Happy Thursday, Everyone! It’s been nearly three weeks since we moved into our new house and believe it or not, we are still unpacking! Slowly but surely we are making headway. In between unpacking and putting things away we are becoming acquainted with our new yard. There are so many beautiful plantings but I think one of my favorites are the Confederate Jasmine plants!
I am a huge fan of beautiful flowers. And if something is a perennial, so much the better. Continuous pleasure year after year! So, this year when we moved into our new house, there were these two huge climbers on the exterior stone columns below the terrace. They were not in bloom when we first moved in so I wasn’t sure what they were. But my Mother-in-law said it looked like Jasmine. If it has white flowers, it’s called a Confederate Jasmine ( Confederate Jasmine ) . If the blooms are yellow, then it’s called Carolina Jasmine or Yellow Jessamine ( Yellow Jasmine ). You can see from the picture below how the Jasmine beautifully frames the opening from the Veranda to the golf course.
Jasmine plants are fast growers. They can grow between three to six feet per year and can reach an incredible 40 feet high if given the proper climbing structure. The white flowers are also called Star Jasmine and have starry white clusters of delicate flowers and are well known for their sweet fragrance. The foliage is evergreen which is nice too. I read that jasmine is slightly toxic if ingested so be cautious of planting them where children play.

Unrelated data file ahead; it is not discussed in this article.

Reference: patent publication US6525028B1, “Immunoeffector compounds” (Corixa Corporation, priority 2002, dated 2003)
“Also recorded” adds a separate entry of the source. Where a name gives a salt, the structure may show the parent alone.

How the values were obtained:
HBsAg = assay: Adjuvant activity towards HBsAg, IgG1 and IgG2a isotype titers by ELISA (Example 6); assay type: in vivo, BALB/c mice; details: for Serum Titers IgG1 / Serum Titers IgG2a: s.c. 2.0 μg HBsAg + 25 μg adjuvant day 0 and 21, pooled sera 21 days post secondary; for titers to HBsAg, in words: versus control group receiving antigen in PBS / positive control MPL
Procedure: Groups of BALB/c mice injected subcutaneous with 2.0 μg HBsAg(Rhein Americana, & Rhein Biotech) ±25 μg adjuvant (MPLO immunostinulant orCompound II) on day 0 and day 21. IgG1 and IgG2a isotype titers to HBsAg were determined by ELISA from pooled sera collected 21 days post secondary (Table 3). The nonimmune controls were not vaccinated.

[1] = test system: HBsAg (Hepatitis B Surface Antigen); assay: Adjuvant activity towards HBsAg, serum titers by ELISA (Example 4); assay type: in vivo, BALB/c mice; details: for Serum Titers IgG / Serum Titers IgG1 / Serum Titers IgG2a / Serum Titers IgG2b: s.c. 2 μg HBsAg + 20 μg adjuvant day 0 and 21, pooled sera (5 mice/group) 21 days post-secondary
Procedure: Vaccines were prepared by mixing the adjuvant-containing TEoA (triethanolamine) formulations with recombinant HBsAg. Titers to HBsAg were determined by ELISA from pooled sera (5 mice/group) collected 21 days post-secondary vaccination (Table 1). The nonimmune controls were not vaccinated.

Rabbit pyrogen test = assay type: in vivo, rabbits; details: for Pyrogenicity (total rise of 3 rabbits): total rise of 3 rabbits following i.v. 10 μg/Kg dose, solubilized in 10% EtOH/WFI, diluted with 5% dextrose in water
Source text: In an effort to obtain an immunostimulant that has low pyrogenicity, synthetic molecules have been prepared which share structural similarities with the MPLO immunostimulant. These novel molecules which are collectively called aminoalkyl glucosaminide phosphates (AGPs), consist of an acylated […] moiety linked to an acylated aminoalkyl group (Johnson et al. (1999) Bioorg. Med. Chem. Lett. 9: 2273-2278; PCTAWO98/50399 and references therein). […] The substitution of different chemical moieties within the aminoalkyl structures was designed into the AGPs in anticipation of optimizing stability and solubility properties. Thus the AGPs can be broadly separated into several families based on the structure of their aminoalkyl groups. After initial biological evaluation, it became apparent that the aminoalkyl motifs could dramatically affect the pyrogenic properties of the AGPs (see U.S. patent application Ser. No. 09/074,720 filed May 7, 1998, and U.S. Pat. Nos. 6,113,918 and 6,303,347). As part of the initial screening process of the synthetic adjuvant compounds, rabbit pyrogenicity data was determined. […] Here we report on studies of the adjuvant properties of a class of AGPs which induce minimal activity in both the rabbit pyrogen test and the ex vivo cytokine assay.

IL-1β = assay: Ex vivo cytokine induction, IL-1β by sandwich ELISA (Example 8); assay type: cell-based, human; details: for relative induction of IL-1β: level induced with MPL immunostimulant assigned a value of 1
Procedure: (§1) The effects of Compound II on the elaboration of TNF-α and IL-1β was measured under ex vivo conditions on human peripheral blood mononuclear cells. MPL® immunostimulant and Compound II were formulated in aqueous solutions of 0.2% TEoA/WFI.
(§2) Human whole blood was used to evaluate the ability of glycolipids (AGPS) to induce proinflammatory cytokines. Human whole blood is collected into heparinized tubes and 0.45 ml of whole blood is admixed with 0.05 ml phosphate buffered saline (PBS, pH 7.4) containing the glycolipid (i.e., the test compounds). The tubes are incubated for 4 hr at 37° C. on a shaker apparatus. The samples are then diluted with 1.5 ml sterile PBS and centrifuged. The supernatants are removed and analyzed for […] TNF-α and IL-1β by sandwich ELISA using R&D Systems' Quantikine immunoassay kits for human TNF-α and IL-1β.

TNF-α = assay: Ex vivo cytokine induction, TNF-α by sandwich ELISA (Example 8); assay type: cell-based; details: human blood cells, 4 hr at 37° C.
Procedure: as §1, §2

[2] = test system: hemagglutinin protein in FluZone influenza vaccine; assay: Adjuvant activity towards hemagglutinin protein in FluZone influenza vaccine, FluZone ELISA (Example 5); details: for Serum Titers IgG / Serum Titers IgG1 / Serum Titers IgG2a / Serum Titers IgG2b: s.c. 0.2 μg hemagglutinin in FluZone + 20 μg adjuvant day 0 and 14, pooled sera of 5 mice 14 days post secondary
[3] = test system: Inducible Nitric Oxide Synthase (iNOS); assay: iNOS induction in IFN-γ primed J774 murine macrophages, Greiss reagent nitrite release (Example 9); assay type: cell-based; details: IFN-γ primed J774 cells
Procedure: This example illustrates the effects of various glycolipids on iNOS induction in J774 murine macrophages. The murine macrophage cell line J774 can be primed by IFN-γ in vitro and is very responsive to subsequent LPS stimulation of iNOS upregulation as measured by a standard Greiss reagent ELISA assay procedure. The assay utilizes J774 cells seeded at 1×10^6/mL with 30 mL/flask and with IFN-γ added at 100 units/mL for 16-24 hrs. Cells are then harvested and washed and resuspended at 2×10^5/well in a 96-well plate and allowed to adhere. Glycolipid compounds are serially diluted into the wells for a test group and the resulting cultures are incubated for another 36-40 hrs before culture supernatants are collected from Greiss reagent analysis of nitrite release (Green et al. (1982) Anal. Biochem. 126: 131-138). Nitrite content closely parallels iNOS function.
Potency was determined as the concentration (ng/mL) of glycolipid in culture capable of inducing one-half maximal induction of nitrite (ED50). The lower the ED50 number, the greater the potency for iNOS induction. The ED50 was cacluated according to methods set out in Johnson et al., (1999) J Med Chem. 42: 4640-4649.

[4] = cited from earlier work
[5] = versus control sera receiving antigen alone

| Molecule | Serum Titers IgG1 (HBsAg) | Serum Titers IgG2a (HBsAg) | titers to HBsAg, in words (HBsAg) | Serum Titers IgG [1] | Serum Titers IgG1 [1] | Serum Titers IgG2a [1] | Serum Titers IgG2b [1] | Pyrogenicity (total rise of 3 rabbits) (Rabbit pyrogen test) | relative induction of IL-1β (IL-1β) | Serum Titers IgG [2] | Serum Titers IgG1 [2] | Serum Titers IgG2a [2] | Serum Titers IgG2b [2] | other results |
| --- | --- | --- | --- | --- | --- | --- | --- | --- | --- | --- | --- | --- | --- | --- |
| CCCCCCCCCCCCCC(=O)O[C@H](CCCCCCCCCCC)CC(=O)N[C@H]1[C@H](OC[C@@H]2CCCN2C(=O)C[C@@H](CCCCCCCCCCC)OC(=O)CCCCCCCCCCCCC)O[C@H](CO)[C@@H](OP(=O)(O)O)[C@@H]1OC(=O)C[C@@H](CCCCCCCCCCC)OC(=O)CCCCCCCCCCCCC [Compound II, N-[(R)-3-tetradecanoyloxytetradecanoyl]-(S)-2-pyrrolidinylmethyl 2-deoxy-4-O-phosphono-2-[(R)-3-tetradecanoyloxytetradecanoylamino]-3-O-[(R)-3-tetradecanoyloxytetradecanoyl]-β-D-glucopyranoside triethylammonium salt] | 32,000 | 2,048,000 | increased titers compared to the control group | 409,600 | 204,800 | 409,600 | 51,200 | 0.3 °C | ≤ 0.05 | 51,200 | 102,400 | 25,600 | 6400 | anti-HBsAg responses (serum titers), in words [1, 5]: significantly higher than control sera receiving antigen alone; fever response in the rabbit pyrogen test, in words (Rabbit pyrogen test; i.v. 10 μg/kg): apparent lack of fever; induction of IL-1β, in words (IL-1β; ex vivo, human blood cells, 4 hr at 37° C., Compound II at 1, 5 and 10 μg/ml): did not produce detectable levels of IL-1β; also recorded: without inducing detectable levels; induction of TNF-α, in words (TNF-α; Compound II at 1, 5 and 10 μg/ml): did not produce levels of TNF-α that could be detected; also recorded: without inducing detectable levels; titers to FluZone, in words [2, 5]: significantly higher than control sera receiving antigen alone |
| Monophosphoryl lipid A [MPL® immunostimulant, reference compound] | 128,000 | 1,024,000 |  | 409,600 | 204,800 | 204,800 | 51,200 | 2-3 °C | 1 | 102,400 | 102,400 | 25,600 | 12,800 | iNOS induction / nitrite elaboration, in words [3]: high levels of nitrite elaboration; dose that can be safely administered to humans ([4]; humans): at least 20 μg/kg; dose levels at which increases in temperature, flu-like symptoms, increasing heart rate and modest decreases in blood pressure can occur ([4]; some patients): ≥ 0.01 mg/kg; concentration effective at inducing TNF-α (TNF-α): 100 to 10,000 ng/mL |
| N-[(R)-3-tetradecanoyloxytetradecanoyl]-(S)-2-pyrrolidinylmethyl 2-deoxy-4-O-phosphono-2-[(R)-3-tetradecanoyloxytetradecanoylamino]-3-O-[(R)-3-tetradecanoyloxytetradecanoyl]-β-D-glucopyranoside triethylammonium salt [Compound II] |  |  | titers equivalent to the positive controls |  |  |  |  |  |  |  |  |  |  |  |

I love how the Jasmine is wrapped around the stone columns of our house. However, our inspector warned against allowing climbing plants on the stone and mortar as it can cause damage over time with the dampness, etc. Our original plan was to cut them down completely, but now I’m sort of smitten. Worst case scenario, we will trim them back and transplant them to a wooden structure somewhere else in the yard in late summer or early fall. Best case, we will prune them and watch closely to avoid damage to the columns.
You can see from the back of the house how large the Jasmine plants have become over the years. I love the fact the plants create a secret garden effect from the course. So far I haven’t seen any evidence of critters or bugs (or worse- snakes) in or around the jasmine. That would be a deal breaker. Another advantage to buying an existing home is the landscape is mature.
This is yellow Jasmine or Jessamine. I heard these are toxic to bees. I will do a bit more research but if that is the case, I will not be planting any yellow ones, no matter how pretty they are. We need our bees!
Our Jasmine vines are planted in decorative pots ( Decorative Planting Pots ) but you can easily plant them in the ground. Just make sure you have a sturdy and safe climbing structure.
What is blooming in your yard? I can’t believe anything is surviving this heat, right? Thanks for stopping by today. I hope you have a great day! xo Dell